Jean Charles de Castelbajac

B. November 28, 1949 Birthplace: Casablanca, Morocco

Awards: Centre Georges Pompidou, Paris, 1978 Forum Design, Linz, Austria, 1980 Laforet Museum, Belgium, 1984

Castelbajac began designing for his mother's apparel manufacturing company, Ko and Co., when he was only eighteen. He introduced his first line for the company in 1968. Soon thereafter, he worked as a design assistant at Pierre d'Alby.

After starting his own label in 1970, Castelbajac quickly became known for taking everyday materials, such as gauze, terrycloth, and blankets, and transforming them into garments. He soon shifted to creating wearable art, which peaked in popularity during the early 1980s. At that time, many people turned to art-inspired clothing as a form of conspicuous consumption. By working with intense color and architectural shapes, he designed garments which were playful and outspoken without being flashy.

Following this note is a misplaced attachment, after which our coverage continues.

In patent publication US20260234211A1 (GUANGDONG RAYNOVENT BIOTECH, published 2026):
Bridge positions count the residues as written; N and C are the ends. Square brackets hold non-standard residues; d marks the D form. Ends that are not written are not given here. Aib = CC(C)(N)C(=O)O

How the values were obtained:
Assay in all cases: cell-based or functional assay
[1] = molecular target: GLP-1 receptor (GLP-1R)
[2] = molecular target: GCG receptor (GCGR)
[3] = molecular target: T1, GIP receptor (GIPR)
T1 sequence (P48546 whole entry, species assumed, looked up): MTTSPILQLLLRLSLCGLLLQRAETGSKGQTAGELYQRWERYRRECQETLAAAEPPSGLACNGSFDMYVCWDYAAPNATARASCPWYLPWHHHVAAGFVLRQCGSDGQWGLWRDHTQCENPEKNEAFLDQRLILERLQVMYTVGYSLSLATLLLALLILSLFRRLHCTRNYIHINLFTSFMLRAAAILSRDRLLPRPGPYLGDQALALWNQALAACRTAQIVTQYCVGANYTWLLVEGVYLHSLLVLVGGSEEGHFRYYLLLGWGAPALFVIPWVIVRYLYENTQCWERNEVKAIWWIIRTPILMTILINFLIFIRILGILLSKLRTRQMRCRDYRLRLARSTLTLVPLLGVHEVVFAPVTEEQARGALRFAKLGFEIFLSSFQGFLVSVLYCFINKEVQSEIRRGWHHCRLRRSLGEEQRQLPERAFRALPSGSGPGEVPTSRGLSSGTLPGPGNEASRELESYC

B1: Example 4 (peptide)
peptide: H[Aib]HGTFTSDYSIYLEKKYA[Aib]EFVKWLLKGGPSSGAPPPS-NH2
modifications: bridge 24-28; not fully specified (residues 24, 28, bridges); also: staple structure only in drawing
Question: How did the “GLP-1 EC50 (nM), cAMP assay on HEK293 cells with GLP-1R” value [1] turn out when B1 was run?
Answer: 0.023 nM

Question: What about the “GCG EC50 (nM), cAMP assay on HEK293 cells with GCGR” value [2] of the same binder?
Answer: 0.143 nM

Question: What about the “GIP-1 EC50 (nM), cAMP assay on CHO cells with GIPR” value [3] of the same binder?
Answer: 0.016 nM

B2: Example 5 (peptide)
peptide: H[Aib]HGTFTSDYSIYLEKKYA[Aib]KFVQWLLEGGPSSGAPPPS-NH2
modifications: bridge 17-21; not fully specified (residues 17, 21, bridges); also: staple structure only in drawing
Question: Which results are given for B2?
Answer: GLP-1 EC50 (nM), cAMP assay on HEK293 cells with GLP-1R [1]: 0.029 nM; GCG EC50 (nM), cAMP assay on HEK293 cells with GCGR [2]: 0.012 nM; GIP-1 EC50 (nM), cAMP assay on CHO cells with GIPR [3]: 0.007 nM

Garments like his sleeping-bag coat, blanket coat, and clear plastic jacket filled with colored feathers cemented his reputation in outerwear. Also known for his sportswear and jeans wear, he outfitted such fashion-forward musicians as Elton John, Rod Stewart, and the Talking Heads. The U.S. Olympic gymnastic team wore his designs during the 1984 events in Los Angeles.

In addition to designing for his own label, Castelbajac has worked for Carel Shoes, Jesus Jeans, Julie Latour, Levi Strauss, Max Mara, and Les Createur, a design group including Issey Miyake and Emmanuelle Khanh. From 1994 to 1996, he designed the ready-to-wear collections of Andre Courreges. He has licensed his name to two fragrances: Premier de JeanCharles in 1982 followed by a men's scent. His other licenses include chocolates, home furnishings, jewelry, and shoes. See also: Levi Strauss; Issey Miyake; Andre Courreges.

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